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After we’re gone


farmers will level this ground,

backfilling shell-holes and trenches.


They’ll pick buttons, tin cups,

boot laces, shaving mugs and razors


out of soil that has buried letters,

curses, men and horses.


They’ll never know that one of the lads

keeps celandine and meadowsweet


in a whiskey glass by his pallet,

another passes the time at the parapet


naming the flowers in his mother’s garden;

foxgloves, lupins, heart’s ease, sweet pea.


When I try to forget the smell

of fermenting flesh,


I see neighbours with pitchforks,

rakes and scythes


between hedges scented

by honeysuckle and wild rose.



© Jane Clarke

Picture 10267158, unattributed photograph, October 1915, image copyright Mary Evans / Robert Hunt Collection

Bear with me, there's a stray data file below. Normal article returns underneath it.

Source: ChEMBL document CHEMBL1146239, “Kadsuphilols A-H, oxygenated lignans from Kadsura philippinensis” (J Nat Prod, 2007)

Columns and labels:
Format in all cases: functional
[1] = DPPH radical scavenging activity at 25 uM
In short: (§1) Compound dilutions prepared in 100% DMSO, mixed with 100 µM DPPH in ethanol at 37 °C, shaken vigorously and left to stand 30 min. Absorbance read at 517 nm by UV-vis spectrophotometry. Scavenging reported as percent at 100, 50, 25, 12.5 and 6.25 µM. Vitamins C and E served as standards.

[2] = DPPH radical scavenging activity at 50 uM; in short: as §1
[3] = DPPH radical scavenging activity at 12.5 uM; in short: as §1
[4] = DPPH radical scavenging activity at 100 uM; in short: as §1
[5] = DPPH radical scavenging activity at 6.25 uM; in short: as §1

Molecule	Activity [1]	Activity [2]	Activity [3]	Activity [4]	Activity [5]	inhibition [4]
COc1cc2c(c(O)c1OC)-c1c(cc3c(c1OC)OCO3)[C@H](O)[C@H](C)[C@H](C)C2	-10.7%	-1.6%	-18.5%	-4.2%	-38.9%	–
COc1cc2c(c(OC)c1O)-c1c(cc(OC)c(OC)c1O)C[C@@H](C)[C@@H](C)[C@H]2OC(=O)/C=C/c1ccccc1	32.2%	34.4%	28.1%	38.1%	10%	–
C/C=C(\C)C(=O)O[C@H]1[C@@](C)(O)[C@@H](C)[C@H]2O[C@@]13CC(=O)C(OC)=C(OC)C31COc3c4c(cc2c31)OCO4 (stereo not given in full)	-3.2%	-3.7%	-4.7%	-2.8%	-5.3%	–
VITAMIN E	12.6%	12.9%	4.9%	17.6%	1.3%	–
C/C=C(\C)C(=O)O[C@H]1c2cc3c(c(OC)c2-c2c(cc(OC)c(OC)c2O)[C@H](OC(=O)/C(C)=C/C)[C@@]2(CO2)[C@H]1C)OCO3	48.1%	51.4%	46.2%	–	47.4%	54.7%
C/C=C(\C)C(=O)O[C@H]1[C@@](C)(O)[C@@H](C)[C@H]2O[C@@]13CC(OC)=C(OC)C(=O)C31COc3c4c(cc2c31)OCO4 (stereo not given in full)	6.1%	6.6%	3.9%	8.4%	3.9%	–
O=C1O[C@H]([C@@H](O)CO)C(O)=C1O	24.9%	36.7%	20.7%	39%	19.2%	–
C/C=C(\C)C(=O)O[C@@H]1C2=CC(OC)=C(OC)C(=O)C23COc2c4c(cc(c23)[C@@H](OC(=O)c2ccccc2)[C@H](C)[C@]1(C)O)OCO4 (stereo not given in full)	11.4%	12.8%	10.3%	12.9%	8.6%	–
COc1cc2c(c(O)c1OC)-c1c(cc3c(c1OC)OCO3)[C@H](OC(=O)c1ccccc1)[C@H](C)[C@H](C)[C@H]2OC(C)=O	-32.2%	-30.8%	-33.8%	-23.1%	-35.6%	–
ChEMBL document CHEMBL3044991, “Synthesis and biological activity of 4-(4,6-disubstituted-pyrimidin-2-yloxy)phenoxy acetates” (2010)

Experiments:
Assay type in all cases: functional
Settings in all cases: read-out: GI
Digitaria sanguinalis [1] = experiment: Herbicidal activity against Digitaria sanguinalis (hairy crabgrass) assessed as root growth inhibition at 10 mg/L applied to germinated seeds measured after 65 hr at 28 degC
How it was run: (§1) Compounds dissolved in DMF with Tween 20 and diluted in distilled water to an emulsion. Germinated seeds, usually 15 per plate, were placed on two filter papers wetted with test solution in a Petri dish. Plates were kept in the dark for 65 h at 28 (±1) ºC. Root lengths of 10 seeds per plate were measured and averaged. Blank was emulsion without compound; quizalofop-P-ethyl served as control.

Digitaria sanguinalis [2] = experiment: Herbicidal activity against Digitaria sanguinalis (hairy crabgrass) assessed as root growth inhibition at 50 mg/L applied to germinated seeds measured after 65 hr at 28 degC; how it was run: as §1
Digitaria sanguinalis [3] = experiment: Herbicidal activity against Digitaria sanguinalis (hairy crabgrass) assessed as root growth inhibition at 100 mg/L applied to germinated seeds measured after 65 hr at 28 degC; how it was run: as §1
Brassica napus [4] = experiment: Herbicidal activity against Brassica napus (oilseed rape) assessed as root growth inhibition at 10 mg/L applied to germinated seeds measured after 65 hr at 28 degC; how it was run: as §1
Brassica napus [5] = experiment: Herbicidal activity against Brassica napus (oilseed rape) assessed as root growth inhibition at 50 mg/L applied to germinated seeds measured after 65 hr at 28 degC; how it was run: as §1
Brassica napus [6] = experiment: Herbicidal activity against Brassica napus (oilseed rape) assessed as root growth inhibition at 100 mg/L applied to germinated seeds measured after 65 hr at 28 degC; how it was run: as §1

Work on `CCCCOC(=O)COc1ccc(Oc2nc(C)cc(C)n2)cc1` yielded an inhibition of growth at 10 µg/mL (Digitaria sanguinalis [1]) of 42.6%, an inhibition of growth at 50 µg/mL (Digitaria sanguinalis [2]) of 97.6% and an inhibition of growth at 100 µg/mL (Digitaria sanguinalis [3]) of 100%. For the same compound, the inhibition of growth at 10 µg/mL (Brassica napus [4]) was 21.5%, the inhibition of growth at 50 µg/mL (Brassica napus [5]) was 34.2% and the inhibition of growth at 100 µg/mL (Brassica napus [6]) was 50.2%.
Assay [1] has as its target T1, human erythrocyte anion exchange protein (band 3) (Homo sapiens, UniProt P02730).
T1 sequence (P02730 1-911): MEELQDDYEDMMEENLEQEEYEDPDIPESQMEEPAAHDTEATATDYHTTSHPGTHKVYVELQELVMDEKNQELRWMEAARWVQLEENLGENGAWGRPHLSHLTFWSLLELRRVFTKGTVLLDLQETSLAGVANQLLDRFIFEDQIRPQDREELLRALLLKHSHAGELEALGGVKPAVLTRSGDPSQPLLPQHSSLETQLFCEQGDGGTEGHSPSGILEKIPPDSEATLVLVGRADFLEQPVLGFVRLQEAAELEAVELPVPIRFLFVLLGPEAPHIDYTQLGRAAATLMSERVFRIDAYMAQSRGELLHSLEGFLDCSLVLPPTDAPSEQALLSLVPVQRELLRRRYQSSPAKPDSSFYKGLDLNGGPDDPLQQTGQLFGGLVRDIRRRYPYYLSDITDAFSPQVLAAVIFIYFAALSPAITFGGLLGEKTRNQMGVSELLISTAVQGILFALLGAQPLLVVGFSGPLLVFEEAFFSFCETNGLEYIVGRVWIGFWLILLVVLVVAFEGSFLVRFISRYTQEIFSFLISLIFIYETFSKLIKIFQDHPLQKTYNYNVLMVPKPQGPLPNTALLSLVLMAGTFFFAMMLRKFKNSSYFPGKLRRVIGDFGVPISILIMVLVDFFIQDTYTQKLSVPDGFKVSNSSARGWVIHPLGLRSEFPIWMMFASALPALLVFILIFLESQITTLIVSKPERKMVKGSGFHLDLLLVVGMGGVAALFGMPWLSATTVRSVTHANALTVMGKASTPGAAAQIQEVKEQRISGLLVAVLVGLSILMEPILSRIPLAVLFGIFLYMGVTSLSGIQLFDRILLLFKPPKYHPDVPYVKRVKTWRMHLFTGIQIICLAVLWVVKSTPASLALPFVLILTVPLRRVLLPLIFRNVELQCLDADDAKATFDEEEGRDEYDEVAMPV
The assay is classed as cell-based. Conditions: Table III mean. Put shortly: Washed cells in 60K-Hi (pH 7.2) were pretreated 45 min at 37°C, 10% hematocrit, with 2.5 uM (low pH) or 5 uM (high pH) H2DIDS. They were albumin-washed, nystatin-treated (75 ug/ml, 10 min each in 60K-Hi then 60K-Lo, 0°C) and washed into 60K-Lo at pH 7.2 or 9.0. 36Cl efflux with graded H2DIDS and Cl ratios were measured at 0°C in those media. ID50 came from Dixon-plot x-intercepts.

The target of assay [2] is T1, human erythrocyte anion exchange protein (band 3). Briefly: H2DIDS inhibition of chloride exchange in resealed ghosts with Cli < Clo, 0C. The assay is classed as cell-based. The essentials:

Jane Clarke’s first collection, The River, was published by Bloodaxe Books in 2015. Originally from a farm in the west of Ireland, Jane now lives with her partner near Glenmalure, Co. Wicklow. One of her poems is shortlisted for the Irish Poem of the Year Award 2016. She won the 2016 Hennessy Literary Award for Poetry and The River was shortlisted for the Royal Society of Literature 2016 Ondaatje Literary Award. She also won the 2014 Listowel Writers’ Week Poetry Collection Award, the 2014 Trocaire/Poetry Ireland Competition, Poems for Patience 2013 and the iYeats (2010). Her poems are widely published, including in The Guardian, The Daily Telegraph, The Irish Times, Irish Independent, Poetry Ireland Review, New Hibernia Review, Elementum, Resurgence & Ecologist Magazine, Acumen, Agenda, Abridged, The North, The Rialto, Ambit, One, Poetry Wales, Mslexia, The Compass Magazine, Southword, Cyphers, The Stinging Fly. She has had poems broadcast on RTE Radio 1’s Sunday Miscellany, Arena and the Poetry Programme. Jane has a background in group analytic psychotherapy and, as well as writing, she facilitates management development in not-for-profit organisations.